The Parliamentary Republic, as Enrique Fernández Darraz argues, did not consider care of the populace a high priority (item #bi2004003398#). Occasionally, as Rodrigo Hidalgo Dattwyler notes, the government and private charities did belatedly address the problem of inadequate housing (item #bi2002004992#), albeit too little and too late. The Alessandri government eventually created a cultural extension to accumulate data on working conditions (item #bi2001004159#). Not surprisingly, the failure to address some of the pressing social ills precipitated violent protests and strikes, as noted by Fernández et al. (item #bi2004003384#) and Grez Toso (item #bi2001006209#).
Two recent works address women's history. Larraín Mira's work demonstrates that females participated in the War of the Pacific: the gente decente worked in hospitals and through charities while the lower classes actually joined the men on the battlefield (item #bi2003004963#). Many of their upper class contemporaries subsequently formed study groups which, in conjunction with Catholic Action, mobilized conservative women (item #bi2003004976#).
Two historians discuss the army, its training, and its influence. Brahm García shows the impact of the German army on its Chilean counterpart (item #bi2005004752#) while retired Gen. Roberto Arancibia Clavel's splendid work traces the influence of the Chilean army on the armed forces of other Hispanic nations (item #bi2005004751#). The republication of Estanislao del Canto's memoirs, coupled with an excellent introductory essay, provide an excellent primary source for scholars of the War of the Pacific and the 1891 Revolution (item #bi2005004753#).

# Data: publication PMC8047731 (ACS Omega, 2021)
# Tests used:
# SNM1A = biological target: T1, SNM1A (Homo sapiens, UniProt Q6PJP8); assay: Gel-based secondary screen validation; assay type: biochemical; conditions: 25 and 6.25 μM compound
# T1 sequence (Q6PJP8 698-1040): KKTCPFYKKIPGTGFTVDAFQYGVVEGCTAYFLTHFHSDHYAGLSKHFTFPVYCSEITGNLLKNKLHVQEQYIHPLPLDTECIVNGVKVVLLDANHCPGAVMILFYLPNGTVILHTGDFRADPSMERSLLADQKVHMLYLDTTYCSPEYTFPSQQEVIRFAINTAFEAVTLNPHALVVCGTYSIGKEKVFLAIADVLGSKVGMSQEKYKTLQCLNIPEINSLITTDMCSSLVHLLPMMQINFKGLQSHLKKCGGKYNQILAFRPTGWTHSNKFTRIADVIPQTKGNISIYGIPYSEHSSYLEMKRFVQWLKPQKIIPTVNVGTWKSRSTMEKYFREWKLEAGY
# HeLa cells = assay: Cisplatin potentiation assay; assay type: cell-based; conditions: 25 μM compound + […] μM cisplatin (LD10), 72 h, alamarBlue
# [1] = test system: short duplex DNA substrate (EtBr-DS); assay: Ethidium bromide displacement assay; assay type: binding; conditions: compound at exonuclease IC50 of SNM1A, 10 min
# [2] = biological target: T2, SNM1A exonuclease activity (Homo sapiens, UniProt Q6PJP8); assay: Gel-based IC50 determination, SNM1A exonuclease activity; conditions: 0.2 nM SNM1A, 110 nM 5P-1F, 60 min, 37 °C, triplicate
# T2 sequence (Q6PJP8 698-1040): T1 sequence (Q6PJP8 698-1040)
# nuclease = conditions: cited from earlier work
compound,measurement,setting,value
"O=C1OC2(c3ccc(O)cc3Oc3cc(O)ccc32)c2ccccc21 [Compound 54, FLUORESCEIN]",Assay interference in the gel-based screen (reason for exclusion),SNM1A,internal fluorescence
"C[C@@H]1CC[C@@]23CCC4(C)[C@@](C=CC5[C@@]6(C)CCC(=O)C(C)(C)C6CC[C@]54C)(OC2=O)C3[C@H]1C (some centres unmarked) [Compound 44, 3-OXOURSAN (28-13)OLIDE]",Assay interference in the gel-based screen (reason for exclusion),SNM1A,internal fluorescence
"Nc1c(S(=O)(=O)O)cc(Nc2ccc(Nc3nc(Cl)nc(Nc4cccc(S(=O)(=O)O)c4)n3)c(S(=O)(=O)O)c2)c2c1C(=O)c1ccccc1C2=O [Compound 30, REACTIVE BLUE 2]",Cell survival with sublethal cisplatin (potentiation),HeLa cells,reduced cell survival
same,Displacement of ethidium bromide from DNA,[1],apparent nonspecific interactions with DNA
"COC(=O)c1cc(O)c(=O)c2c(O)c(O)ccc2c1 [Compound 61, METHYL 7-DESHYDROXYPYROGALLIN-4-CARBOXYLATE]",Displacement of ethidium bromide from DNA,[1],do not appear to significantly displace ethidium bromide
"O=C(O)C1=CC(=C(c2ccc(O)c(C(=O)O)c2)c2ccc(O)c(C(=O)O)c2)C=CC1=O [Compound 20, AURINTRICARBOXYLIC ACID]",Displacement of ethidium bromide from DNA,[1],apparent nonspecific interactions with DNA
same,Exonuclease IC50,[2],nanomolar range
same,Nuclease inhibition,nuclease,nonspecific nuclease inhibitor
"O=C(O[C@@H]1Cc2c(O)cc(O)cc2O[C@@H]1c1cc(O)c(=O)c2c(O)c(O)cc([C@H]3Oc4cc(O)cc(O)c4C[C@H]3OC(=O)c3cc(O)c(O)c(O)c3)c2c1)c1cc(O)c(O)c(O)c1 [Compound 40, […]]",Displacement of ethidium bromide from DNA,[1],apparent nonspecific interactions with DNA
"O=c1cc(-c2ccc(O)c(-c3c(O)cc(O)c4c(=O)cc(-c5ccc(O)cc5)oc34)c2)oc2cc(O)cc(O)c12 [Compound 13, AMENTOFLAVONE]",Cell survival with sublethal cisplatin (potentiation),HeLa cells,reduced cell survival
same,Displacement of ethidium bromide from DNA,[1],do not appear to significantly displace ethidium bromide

Political historians will find two worthy books. Guerrero Lira's excellent work on the independence period indicates that Spanish rule was not so abrasive (item #bi2004003301#). And Simon Collier's book (published posthumously) demonstrates his support for the thesis of Chilean exceptionalism and the political elites' increasing warm embrace of liberalism (item #bi2004003592#). Rafael Sagredo B.'s volume on Balmaceda's campaigns provides an interesting chronicle of the liberal president's deteriorating political situation (item #bi2003004972#). Marcus Klein attributes the failure of local Fascists to take the place of the MNS to the fact that the conservatives had already preempted the right wing (item #bi2002001580#). Víctor Farías' six-volume compilation of documents from the UP period is an incredible achievement, offering scholars a wealth of material (item #bi2005004858#). One of the first books on post-1990 politics has appeared: Muñoz Gomá and Stefoni's edited volume on Eduardo Frei Ruiz-Tagle, son of the more influential father (item #bi2005004850#). Certainly many more publications on the turn-of-the-century will appear in the future.
In general, the past few years have provided a rich harvest of material. More historians are writing about a great variety of topics. Most striking is the publication of the works of historians who received doctorates in Europe, the US, and Chile; their articles and books have greatly enhanced our understanding of the field of Chilean history.